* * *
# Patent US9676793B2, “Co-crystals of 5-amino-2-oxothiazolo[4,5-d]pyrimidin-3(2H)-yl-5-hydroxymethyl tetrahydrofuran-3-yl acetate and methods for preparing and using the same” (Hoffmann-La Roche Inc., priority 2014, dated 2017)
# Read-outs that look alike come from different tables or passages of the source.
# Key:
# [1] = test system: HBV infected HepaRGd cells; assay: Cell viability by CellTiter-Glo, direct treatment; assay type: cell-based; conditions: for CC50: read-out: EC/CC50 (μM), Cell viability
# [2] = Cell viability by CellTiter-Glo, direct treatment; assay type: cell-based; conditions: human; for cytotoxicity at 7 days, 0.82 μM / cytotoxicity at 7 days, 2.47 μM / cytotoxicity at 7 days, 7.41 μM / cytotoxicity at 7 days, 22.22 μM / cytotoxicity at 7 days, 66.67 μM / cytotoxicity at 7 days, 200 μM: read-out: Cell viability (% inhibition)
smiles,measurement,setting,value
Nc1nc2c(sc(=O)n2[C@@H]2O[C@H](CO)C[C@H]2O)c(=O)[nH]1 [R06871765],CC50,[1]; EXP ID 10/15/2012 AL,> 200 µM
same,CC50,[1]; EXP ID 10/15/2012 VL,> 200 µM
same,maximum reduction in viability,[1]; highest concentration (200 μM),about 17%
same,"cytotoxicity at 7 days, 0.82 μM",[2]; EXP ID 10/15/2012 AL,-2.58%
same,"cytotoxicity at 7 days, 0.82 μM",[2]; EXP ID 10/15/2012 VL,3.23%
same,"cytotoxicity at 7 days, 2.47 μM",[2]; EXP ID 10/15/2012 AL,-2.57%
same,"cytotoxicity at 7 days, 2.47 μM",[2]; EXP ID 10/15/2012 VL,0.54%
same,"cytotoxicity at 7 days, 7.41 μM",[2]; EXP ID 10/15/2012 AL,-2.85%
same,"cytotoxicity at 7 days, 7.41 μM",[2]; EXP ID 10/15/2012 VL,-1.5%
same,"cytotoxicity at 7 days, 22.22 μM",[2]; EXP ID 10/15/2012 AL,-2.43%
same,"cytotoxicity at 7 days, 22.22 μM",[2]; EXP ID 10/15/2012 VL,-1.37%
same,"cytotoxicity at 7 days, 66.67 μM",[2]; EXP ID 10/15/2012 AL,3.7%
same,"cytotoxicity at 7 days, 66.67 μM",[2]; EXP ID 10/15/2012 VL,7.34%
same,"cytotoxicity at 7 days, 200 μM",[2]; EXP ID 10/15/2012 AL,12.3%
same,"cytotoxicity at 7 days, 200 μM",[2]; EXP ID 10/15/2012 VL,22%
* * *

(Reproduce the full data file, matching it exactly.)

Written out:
# Patent US9676793B2, “Co-crystals of 5-amino-2-oxothiazolo[4,5-d]pyrimidin-3(2H)-yl-5-hydroxymethyl tetrahydrofuran-3-yl acetate and methods for preparing and using the same” (Hoffmann-La Roche Inc., priority 2014, dated 2017)
# Read-outs that look alike come from different tables or passages of the source.
# Key:
# [1] = test system: HBV infected HepaRGd cells; assay: Cell viability by CellTiter-Glo, direct treatment; assay type: cell-based; conditions: for CC50: read-out: EC/CC50 (μM), Cell viability
# [2] = Cell viability by CellTiter-Glo, direct treatment; assay type: cell-based; conditions: human; for cytotoxicity at 7 days, 0.82 μM / cytotoxicity at 7 days, 2.47 μM / cytotoxicity at 7 days, 7.41 μM / cytotoxicity at 7 days, 22.22 μM / cytotoxicity at 7 days, 66.67 μM / cytotoxicity at 7 days, 200 μM: read-out: Cell viability (% inhibition)
smiles,measurement,setting,value
Nc1nc2c(sc(=O)n2[C@@H]2O[C@H](CO)C[C@H]2O)c(=O)[nH]1 [R06871765],CC50,[1]; EXP ID 10/15/2012 AL,> 200 µM
same,CC50,[1]; EXP ID 10/15/2012 VL,> 200 µM
same,maximum reduction in viability,[1]; highest concentration (200 μM),about 17%
same,"cytotoxicity at 7 days, 0.82 μM",[2]; EXP ID 10/15/2012 AL,-2.58%
same,"cytotoxicity at 7 days, 0.82 μM",[2]; EXP ID 10/15/2012 VL,3.23%
same,"cytotoxicity at 7 days, 2.47 μM",[2]; EXP ID 10/15/2012 AL,-2.57%
same,"cytotoxicity at 7 days, 2.47 μM",[2]; EXP ID 10/15/2012 VL,0.54%
same,"cytotoxicity at 7 days, 7.41 μM",[2]; EXP ID 10/15/2012 AL,-2.85%
same,"cytotoxicity at 7 days, 7.41 μM",[2]; EXP ID 10/15/2012 VL,-1.5%
same,"cytotoxicity at 7 days, 22.22 μM",[2]; EXP ID 10/15/2012 AL,-2.43%
same,"cytotoxicity at 7 days, 22.22 μM",[2]; EXP ID 10/15/2012 VL,-1.37%
same,"cytotoxicity at 7 days, 66.67 μM",[2]; EXP ID 10/15/2012 AL,3.7%
same,"cytotoxicity at 7 days, 66.67 μM",[2]; EXP ID 10/15/2012 VL,7.34%
same,"cytotoxicity at 7 days, 200 μM",[2]; EXP ID 10/15/2012 AL,12.3%
same,"cytotoxicity at 7 days, 200 μM",[2]; EXP ID 10/15/2012 VL,22%